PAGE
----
To become a substitute teacher in Illinois, professionals must obtain a substitute license. This is a relatively straight-forward process. These certifications last several years, and have basic requirements outlined on ISBE’s (Illinois State Board of Education) website. This license can be a way for teachers in transition to develop or maintain a connection to the classroom while they are completing requirements for their standard or alternative teaching certifications.
Illinois provides a full list of requirements for licensures through the State Board’s website.
According to ISBE, “If you hold a valid professional educator license, educator license with stipulations or paraprofessional license and hold a bachelor’s degree, you are qualified to be a substitute teacher.” There are no subject requirements for the major of a completed bachelor’s degree.
Both short-term and traditional are available. Short-term substitute licensing has fewer requirements than the traditional license. Regardless of which license is obtained, a substitute may only teach for a maximum of five days in a row. While the traditional substitute teacher license is valid for five years and can be renewed with a $50 registration fee and a $50 application fee (reimbursable), the short-term license is only valid until June 30, 2023; it cannot be renewed.
Because short-term licensing is available for those with an associate degree or at least 60.00 credit hours of undergraduate coursework (100-level or higher) at an accredited institution (in addition to a district-run training program), it is an excellent way for those completing a bachelor’s degree to gain classroom experience. Substitute teachers can also serve as a paraprofessional. There are no examination requirements for either of these licenses. For the traditional license, a bachelor’s degree is required.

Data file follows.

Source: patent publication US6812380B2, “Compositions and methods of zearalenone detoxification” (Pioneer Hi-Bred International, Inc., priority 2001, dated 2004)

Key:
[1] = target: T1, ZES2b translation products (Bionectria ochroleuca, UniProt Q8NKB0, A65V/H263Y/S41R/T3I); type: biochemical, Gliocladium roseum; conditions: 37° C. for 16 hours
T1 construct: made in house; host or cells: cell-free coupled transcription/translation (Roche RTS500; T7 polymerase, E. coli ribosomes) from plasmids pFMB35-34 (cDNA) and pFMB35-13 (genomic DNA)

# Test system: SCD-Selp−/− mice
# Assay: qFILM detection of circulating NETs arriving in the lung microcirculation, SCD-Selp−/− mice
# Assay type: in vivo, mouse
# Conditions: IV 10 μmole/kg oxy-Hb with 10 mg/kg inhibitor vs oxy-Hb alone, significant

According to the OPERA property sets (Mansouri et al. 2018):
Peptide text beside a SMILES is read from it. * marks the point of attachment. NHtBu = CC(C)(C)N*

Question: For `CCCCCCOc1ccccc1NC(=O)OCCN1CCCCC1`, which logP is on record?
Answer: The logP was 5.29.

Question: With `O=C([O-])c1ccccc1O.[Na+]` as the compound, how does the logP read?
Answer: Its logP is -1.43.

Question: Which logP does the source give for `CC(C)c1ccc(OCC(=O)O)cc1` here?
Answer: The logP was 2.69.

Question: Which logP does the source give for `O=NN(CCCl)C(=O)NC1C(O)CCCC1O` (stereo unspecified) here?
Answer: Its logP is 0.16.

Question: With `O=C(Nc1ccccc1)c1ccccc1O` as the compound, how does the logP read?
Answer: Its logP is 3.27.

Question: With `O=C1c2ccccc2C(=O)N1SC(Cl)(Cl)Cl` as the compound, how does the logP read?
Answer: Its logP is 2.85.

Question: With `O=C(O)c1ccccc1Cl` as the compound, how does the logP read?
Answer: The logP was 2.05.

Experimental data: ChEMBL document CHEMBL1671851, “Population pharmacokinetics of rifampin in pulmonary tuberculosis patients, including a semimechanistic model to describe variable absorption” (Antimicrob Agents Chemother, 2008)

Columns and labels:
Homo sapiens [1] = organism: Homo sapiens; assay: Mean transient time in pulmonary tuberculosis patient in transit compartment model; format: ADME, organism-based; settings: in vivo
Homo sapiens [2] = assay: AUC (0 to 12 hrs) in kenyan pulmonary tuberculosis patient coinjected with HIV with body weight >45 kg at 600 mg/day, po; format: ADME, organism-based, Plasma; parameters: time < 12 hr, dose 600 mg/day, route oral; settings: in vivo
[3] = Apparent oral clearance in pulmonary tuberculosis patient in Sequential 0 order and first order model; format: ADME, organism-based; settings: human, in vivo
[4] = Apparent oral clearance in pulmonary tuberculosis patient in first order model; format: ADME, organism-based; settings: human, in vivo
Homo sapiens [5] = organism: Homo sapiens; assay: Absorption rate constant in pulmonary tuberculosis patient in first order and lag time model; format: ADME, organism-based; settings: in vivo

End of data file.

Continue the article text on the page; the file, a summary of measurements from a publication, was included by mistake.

Short-term licensing is similar in requirements to the paraprofessional licensure. Paraprofessionals function as educational aids for students in special education. It is also frequently acquired by educators in transition to other forms of licensure, though not always, as the role of the paraprofessional is a career path in and of itself. Paraprofessional licensure has a minimum age requirement of 19, and, depending on certain test scores, may only require a high school diploma. Typically, this licensure requires at least an associate degree or 60 credit hours of undergraduate coursework (100-level or higher). If educators have a paraprofessional license and a bachelor’s degree, they are qualified to be a substitute teacher.
In all cases, you will need to submit your academic records, including official transcripts through the ISBE online credential management system (www.isbe.net/ELIS).
For educators making an even greater move across national borders, this will require an international credential evaluation.
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Additional information: https://www.isbe.net/Documents/how-become-sub-teacher.pdf